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Teams strive to match driver with right mix of a crew chief

April 27, 2011, Jill Erwin, NASCAR.com

Teams strive to match driver with right mix of a crew chief

There are no guarantees for relationships in the NASCAR garage. Notoriously fickle when it comes to their partners, drivers live it up while they can and move on to the next one just as quickly.

Into that steps Robbie Reiser.

As the general manager of Roush Fenway Racing, he has quite a bit of experience in making relationships work. He plays a large role in the most essential of matchmaking duties: pairing up crew chiefs and drivers.

"It's a difficult decision," Reiser said. "You've got to think a lot about it, especially if you're going to be a major part of it.

"Probably more than anything, it's trust and respect. That's the key if it's going to be long term."

There may be hope for lifelong matches, but there are also those who play the field. David Hyder, crew chief for Kevin Harvick Inc.'s No. 33 car, is slated to work with five different drivers this season.

But somewhere in the mix with Harvick, Clint Bowyer, Paul Menard, Austin Dillon and Scott Speed is the heart of Hyder's outlook: Just as one should never change for another, he stays true to himself and the team, regardless of who's in the seat.

"I try not to change my thinking or the way I go about working on the car just because a different name is over the door," Hyder said. "It's all dictated over how many sets of tires you get and how many you use in practice and how many you have for the race."

Figuring out the right match is far from an exact science. Some can work out like fairy tales -- Reiser worked with Matt Kenseth for 11 seasons -- while others are more like a collection of short stories; Kenseth has had four Cup Series crew chiefs in the three-plus seasons since Reiser's promotion.

It's not an easy job to put people together on a multimillion-dollar team -- much more psychiatry than blind guesses. Do you match the veteran with the veteran? Or let the experienced crew chief mold the young buck of a driver? Does an introspective crew chief get overshadowed by an extroverted driver, or does he need someone to push him past his comfort zone?

It's a balancing act, to be sure, and one Reiser seems to enjoy.

He said the pairing of Carl Edwards and Mike Beam, who won last week at Nashville, was a no-brainer. Both veterans, the two work together well. For young guns Ricky Stenhouse Jr. and relative newcomer Trevor Bayne, it was a different challenge.

"Ricky has a lot of raw talent and we had to figure out how to harness all that," Reiser said. "Trying to tie the brain to the foot was a lot of what we needed to do. Mike [Kelley]'s background, coming up through the ranks of Jimmy Fennig, he had a lot of experience. At first we thought we needed to team him up with someone more experienced, but sometimes it works for two young guys to go together. Ricky wants to win tomorrow and win a championship tomorrow, and Mike's a lot like that also.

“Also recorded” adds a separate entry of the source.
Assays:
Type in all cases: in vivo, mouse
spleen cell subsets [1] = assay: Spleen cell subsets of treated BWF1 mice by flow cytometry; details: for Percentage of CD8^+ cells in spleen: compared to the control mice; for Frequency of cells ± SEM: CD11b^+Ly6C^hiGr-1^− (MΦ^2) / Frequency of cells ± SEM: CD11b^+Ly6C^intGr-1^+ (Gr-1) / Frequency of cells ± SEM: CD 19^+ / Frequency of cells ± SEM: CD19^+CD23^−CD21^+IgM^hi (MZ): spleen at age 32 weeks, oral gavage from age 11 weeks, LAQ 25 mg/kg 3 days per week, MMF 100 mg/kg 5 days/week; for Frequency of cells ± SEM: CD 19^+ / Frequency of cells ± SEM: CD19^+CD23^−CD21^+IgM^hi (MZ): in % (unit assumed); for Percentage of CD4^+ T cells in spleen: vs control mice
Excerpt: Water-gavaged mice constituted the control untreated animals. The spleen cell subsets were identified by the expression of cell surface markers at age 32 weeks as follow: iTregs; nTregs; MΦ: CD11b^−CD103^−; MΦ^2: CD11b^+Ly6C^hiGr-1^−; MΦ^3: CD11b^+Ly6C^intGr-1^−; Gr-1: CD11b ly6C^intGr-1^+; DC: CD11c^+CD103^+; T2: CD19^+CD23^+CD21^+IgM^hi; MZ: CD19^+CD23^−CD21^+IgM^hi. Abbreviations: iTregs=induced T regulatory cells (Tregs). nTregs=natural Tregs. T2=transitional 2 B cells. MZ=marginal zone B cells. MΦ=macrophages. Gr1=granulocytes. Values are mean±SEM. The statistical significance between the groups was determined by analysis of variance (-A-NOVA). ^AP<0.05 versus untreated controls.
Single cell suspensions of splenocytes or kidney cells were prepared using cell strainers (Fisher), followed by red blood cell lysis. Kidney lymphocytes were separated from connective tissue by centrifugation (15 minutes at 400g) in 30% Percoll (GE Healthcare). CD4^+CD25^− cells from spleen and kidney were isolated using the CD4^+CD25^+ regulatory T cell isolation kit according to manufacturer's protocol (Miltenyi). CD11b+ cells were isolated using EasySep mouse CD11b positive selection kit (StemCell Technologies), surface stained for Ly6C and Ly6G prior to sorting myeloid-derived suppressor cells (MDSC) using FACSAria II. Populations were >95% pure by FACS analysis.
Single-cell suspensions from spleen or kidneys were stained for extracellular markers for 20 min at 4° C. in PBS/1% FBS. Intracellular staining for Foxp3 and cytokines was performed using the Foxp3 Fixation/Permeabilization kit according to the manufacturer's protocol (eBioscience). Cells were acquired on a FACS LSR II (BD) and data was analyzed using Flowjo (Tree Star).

"Trevor had the raw talent but technically was not going to be as strong. With the direction this racing is going, you have to have that type of crew chief. When we looked at that, Chris [Andrews] was a big part of our engineering program at that time, and that was the best opportunity to get [Trevor] caught up."

But man, when it works, it works. Jason Ratcliff and Kyle Busch are on top of the world right now, having won 30 of the 88 races Busch has started in the No. 18 in the past four seasons. Whether the driver and crew chief have to like each other or merely understand each other, Ratcliff says he has it both ways.

"I think it's important you like each other, but more important is you respect each other," Ratcliff said. "That guy is giving me 110 percent of his job responsibility. If I feel like I'm giving 110 percent and the crew is giving 110 percent and the driver is only giving 70, things are not going to work out well. It's just going to go the wrong direction, so you have to have respect."

For Ratcliff, it's about building on strengths. He has to take into account when Busch is riled up and just needs to blow off some steam, and conversely when Busch is cracking jokes and Ratcliff has to rein him in a little.

During the Nashville race, the 41-year-old Ratcliff was educated over the radio by his soon-to-be-26-year-old charge about Anchorman with what seemed to be a non-sequitur intro by Busch of "I love lamp."

The two enjoyed the exchange, but there are times Ratcliff can't be quite as open.

"I try to ask before I say something, 'Will something positive come from it, or will it just make me feel better?' " Ratcliff said. "If it just is going to make me feel better, then I keep my mouth shut. If I feel like something good can come from it, even if it may not be what he wants to hear right now, then I'll say it."

It takes time to reach that level of intimacy. Justin Allgaier is in his first year working with Jimmy Elledge, but the two have risen to the top of the point standings.

"Getting together with Jimmy is good," Allgaier said. "We're both calm personalities. We're both racers. He's been around it his whole life. He's been in a race car, he understands.

"He understands what I'm trying to tell him when I say it. We always joke that it's probably really boring to listen to our radio because neither one of us really get all that excited about anything."

Above all, to have a "happily ever after," the two have to communicate and be humble and work to be better. That works even for a driver like Busch.

"We've both made many mistakes, me on the pit box, him on the race track, but we're very open about it," Ratcliff said. "We talk about it, 'What could we have done better?' I take blame where I could have improved and he does the same. As long as you have that, you show progress."